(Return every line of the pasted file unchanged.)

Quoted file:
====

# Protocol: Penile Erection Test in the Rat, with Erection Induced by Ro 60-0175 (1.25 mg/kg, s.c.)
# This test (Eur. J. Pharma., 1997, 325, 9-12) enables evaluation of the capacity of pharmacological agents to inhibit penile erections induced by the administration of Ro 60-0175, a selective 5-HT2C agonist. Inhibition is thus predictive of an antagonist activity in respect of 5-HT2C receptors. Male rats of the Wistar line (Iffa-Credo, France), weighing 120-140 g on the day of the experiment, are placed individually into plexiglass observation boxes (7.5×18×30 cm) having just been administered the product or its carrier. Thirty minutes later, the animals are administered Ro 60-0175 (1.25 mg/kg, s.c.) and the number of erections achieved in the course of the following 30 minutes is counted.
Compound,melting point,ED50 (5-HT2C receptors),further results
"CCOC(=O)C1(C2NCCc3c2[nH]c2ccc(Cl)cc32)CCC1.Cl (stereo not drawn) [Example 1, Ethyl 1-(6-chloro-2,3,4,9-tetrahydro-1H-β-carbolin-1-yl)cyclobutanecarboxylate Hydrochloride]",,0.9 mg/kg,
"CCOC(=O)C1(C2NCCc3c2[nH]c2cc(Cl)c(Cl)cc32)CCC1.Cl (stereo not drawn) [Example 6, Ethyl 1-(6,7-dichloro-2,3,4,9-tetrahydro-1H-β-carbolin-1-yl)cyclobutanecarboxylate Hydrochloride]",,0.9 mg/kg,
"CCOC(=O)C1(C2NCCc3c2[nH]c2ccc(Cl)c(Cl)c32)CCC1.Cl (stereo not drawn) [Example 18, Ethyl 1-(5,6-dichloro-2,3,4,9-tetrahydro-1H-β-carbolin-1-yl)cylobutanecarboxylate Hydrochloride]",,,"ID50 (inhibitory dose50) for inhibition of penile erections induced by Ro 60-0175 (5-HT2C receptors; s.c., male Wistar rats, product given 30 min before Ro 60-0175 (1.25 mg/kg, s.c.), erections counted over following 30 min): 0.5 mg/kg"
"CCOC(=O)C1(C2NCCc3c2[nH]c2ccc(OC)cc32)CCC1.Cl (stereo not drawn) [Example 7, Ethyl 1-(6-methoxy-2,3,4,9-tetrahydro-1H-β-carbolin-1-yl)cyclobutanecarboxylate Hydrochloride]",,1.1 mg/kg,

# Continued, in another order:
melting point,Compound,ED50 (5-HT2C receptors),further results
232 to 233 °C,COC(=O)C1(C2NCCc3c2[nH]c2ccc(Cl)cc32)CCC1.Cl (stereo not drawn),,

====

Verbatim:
# Protocol: Penile Erection Test in the Rat, with Erection Induced by Ro 60-0175 (1.25 mg/kg, s.c.)
# This test (Eur. J. Pharma., 1997, 325, 9-12) enables evaluation of the capacity of pharmacological agents to inhibit penile erections induced by the administration of Ro 60-0175, a selective 5-HT2C agonist. Inhibition is thus predictive of an antagonist activity in respect of 5-HT2C receptors. Male rats of the Wistar line (Iffa-Credo, France), weighing 120-140 g on the day of the experiment, are placed individually into plexiglass observation boxes (7.5×18×30 cm) having just been administered the product or its carrier. Thirty minutes later, the animals are administered Ro 60-0175 (1.25 mg/kg, s.c.) and the number of erections achieved in the course of the following 30 minutes is counted.
Compound,melting point,ED50 (5-HT2C receptors),further results
"CCOC(=O)C1(C2NCCc3c2[nH]c2ccc(Cl)cc32)CCC1.Cl (stereo not drawn) [Example 1, Ethyl 1-(6-chloro-2,3,4,9-tetrahydro-1H-β-carbolin-1-yl)cyclobutanecarboxylate Hydrochloride]",,0.9 mg/kg,
"CCOC(=O)C1(C2NCCc3c2[nH]c2cc(Cl)c(Cl)cc32)CCC1.Cl (stereo not drawn) [Example 6, Ethyl 1-(6,7-dichloro-2,3,4,9-tetrahydro-1H-β-carbolin-1-yl)cyclobutanecarboxylate Hydrochloride]",,0.9 mg/kg,
"CCOC(=O)C1(C2NCCc3c2[nH]c2ccc(Cl)c(Cl)c32)CCC1.Cl (stereo not drawn) [Example 18, Ethyl 1-(5,6-dichloro-2,3,4,9-tetrahydro-1H-β-carbolin-1-yl)cylobutanecarboxylate Hydrochloride]",,,"ID50 (inhibitory dose50) for inhibition of penile erections induced by Ro 60-0175 (5-HT2C receptors; s.c., male Wistar rats, product given 30 min before Ro 60-0175 (1.25 mg/kg, s.c.), erections counted over following 30 min): 0.5 mg/kg"
"CCOC(=O)C1(C2NCCc3c2[nH]c2ccc(OC)cc32)CCC1.Cl (stereo not drawn) [Example 7, Ethyl 1-(6-methoxy-2,3,4,9-tetrahydro-1H-β-carbolin-1-yl)cyclobutanecarboxylate Hydrochloride]",,1.1 mg/kg,

# Continued, in another order:
melting point,Compound,ED50 (5-HT2C receptors),further results
232 to 233 °C,COC(=O)C1(C2NCCc3c2[nH]c2ccc(Cl)cc32)CCC1.Cl (stereo not drawn),,